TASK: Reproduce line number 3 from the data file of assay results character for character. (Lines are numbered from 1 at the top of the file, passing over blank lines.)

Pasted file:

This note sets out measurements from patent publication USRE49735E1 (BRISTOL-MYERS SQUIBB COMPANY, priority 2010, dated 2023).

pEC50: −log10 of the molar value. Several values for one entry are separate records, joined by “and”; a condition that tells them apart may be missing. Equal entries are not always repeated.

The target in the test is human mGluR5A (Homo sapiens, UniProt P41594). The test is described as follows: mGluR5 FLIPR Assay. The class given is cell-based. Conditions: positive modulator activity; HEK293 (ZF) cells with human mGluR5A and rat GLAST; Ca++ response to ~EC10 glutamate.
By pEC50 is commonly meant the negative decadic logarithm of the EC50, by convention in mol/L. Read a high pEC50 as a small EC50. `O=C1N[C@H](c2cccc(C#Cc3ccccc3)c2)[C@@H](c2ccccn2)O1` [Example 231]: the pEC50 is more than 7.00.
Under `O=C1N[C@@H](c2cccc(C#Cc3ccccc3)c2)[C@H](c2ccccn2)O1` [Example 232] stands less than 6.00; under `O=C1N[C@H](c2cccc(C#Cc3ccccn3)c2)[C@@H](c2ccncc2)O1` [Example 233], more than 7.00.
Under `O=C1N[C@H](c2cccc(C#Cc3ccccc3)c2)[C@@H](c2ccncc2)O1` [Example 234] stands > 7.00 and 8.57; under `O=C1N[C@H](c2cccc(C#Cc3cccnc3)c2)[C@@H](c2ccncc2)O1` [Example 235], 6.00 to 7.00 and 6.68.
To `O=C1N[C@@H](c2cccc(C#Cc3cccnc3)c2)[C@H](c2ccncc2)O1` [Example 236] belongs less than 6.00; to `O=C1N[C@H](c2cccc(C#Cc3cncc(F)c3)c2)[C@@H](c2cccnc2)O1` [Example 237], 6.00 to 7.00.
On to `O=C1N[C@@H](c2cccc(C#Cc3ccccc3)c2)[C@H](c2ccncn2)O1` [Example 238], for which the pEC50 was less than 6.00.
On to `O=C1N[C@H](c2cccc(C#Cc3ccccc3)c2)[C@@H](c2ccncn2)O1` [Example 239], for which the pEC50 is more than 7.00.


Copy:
The target in the test is human mGluR5A (Homo sapiens, UniProt P41594). The test is described as follows: mGluR5 FLIPR Assay. The class given is cell-based. Conditions: positive modulator activity; HEK293 (ZF) cells with human mGluR5A and rat GLAST; Ca++ response to ~EC10 glutamate.